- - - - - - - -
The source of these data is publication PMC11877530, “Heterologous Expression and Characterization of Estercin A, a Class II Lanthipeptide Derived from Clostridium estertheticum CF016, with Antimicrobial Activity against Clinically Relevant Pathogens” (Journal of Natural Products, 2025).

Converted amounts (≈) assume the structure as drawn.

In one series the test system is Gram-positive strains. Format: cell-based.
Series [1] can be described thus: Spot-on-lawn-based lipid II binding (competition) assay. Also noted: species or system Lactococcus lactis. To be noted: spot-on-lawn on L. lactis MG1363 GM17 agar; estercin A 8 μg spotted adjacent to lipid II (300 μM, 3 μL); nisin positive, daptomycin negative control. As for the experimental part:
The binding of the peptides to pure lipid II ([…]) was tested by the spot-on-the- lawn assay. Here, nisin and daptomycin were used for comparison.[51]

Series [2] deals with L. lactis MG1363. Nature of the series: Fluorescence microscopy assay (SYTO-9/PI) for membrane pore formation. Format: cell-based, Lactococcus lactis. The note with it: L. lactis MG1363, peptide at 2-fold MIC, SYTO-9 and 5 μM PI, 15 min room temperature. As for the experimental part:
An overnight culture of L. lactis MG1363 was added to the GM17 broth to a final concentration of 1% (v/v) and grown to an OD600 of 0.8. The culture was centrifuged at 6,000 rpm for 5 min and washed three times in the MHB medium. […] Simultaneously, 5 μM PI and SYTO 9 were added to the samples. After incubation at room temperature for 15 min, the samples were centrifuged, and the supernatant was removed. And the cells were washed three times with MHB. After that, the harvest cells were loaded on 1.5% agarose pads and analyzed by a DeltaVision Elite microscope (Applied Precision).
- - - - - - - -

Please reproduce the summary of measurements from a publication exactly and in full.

The source of these data is publication PMC11877530, “Heterologous Expression and Characterization of Estercin A, a Class II Lanthipeptide Derived from Clostridium estertheticum CF016, with Antimicrobial Activity against Clinically Relevant Pathogens” (Journal of Natural Products, 2025).

Converted amounts (≈) assume the structure as drawn.

In one series the test system is Gram-positive strains. Format: cell-based.
Series [1] can be described thus: Spot-on-lawn-based lipid II binding (competition) assay. Also noted: species or system Lactococcus lactis. To be noted: spot-on-lawn on L. lactis MG1363 GM17 agar; estercin A 8 μg spotted adjacent to lipid II (300 μM, 3 μL); nisin positive, daptomycin negative control. As for the experimental part:
The binding of the peptides to pure lipid II ([…]) was tested by the spot-on-the- lawn assay. Here, nisin and daptomycin were used for comparison.[51]

Series [2] deals with L. lactis MG1363. Nature of the series: Fluorescence microscopy assay (SYTO-9/PI) for membrane pore formation. Format: cell-based, Lactococcus lactis. The note with it: L. lactis MG1363, peptide at 2-fold MIC, SYTO-9 and 5 μM PI, 15 min room temperature. As for the experimental part:
An overnight culture of L. lactis MG1363 was added to the GM17 broth to a final concentration of 1% (v/v) and grown to an OD600 of 0.8. The culture was centrifuged at 6,000 rpm for 5 min and washed three times in the MHB medium. […] Simultaneously, 5 μM PI and SYTO 9 were added to the samples. After incubation at room temperature for 15 min, the samples were centrifuged, and the supernatant was removed. And the cells were washed three times with MHB. After that, the harvest cells were loaded on 1.5% agarose pads and analyzed by a DeltaVision Elite microscope (Applied Precision).